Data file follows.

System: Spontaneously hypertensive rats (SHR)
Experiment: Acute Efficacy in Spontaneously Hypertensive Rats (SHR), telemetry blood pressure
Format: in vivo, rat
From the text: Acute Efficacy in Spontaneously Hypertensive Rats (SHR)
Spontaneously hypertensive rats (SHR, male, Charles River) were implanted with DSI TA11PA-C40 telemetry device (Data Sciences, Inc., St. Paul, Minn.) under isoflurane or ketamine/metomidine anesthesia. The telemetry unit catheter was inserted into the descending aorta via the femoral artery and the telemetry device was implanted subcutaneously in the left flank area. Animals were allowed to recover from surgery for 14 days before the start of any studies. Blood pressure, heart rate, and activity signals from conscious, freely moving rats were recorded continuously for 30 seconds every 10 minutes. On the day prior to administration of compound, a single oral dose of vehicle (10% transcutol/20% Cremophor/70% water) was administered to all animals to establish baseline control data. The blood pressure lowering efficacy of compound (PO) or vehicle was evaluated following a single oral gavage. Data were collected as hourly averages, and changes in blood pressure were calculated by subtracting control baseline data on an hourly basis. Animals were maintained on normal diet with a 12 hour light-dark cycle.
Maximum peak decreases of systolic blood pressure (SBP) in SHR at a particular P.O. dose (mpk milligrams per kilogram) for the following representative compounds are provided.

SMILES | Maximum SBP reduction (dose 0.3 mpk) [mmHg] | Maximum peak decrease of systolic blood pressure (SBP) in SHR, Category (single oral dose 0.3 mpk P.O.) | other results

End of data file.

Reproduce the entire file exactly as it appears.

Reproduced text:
System: Spontaneously hypertensive rats (SHR)
Experiment: Acute Efficacy in Spontaneously Hypertensive Rats (SHR), telemetry blood pressure
Format: in vivo, rat
From the text: Acute Efficacy in Spontaneously Hypertensive Rats (SHR)
Spontaneously hypertensive rats (SHR, male, Charles River) were implanted with DSI TA11PA-C40 telemetry device (Data Sciences, Inc., St. Paul, Minn.) under isoflurane or ketamine/metomidine anesthesia. The telemetry unit catheter was inserted into the descending aorta via the femoral artery and the telemetry device was implanted subcutaneously in the left flank area. Animals were allowed to recover from surgery for 14 days before the start of any studies. Blood pressure, heart rate, and activity signals from conscious, freely moving rats were recorded continuously for 30 seconds every 10 minutes. On the day prior to administration of compound, a single oral dose of vehicle (10% transcutol/20% Cremophor/70% water) was administered to all animals to establish baseline control data. The blood pressure lowering efficacy of compound (PO) or vehicle was evaluated following a single oral gavage. Data were collected as hourly averages, and changes in blood pressure were calculated by subtracting control baseline data on an hourly basis. Animals were maintained on normal diet with a 12 hour light-dark cycle.
Maximum peak decreases of systolic blood pressure (SBP) in SHR at a particular P.O. dose (mpk milligrams per kilogram) for the following representative compounds are provided.

SMILES | Maximum SBP reduction (dose 0.3 mpk) [mmHg] | Maximum peak decrease of systolic blood pressure (SBP) in SHR, Category (single oral dose 0.3 mpk P.O.) | other results